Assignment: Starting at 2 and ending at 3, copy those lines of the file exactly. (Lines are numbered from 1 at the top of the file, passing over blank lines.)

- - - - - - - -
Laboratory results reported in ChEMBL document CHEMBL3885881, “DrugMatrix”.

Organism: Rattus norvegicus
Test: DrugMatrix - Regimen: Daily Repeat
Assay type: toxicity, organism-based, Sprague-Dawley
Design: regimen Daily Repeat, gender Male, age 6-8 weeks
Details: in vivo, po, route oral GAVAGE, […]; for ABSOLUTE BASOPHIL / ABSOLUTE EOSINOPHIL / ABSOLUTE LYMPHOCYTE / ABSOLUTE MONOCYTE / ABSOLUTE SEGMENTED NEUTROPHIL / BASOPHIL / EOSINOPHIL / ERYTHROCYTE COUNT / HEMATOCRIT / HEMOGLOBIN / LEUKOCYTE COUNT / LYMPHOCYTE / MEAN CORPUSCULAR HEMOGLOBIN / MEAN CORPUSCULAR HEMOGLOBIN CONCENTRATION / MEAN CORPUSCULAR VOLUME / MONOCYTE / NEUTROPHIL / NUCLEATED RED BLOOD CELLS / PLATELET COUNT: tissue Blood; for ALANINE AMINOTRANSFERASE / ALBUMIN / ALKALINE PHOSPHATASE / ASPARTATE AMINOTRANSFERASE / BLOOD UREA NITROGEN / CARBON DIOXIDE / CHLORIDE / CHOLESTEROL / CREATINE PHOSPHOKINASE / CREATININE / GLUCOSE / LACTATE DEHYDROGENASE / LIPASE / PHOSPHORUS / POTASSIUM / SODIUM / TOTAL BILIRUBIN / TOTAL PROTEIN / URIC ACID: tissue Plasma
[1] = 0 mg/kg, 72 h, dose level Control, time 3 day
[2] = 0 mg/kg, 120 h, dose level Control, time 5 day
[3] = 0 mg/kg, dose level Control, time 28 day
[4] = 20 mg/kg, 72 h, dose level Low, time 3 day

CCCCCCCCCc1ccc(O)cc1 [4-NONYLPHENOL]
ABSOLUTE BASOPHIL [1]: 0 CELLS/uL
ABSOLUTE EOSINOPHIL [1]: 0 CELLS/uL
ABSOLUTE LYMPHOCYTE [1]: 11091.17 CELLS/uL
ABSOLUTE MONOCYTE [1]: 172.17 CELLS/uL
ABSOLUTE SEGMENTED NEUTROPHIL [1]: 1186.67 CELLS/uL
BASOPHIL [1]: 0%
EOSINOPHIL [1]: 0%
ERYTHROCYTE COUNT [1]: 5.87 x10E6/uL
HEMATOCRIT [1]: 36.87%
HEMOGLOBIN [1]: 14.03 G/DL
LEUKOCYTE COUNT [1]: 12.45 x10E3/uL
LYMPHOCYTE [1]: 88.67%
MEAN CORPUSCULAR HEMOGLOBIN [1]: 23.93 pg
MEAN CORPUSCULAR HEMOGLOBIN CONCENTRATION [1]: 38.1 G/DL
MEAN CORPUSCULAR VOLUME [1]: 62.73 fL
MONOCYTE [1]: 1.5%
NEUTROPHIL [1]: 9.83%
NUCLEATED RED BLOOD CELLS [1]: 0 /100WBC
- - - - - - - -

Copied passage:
Organism: Rattus norvegicus
Test: DrugMatrix - Regimen: Daily Repeat